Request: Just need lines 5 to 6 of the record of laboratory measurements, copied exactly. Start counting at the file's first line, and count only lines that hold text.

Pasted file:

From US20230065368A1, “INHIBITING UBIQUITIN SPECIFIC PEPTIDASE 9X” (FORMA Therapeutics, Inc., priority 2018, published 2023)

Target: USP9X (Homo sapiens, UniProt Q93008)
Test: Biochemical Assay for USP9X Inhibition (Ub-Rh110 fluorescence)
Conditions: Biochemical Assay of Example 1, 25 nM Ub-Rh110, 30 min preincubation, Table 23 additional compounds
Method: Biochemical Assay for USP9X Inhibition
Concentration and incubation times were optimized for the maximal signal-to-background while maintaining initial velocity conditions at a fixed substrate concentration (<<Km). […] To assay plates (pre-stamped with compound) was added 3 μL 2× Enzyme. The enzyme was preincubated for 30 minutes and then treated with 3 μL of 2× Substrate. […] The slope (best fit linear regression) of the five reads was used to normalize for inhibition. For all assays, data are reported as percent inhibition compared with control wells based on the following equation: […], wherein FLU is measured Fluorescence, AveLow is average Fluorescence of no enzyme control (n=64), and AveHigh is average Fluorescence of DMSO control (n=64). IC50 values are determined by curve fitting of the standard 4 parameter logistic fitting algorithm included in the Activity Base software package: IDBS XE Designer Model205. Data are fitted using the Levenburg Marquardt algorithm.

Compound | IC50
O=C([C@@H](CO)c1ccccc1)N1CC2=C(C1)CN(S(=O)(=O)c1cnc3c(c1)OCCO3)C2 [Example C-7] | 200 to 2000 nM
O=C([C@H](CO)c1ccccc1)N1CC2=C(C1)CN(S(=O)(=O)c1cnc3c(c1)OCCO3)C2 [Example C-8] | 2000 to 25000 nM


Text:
Method: Biochemical Assay for USP9X Inhibition
Concentration and incubation times were optimized for the maximal signal-to-background while maintaining initial velocity conditions at a fixed substrate concentration (<<Km). […] To assay plates (pre-stamped with compound) was added 3 μL 2× Enzyme. The enzyme was preincubated for 30 minutes and then treated with 3 μL of 2× Substrate. […] The slope (best fit linear regression) of the five reads was used to normalize for inhibition. For all assays, data are reported as percent inhibition compared with control wells based on the following equation: […], wherein FLU is measured Fluorescence, AveLow is average Fluorescence of no enzyme control (n=64), and AveHigh is average Fluorescence of DMSO control (n=64). IC50 values are determined by curve fitting of the standard 4 parameter logistic fitting algorithm included in the Activity Base software package: IDBS XE Designer Model205. Data are fitted using the Levenburg Marquardt algorithm.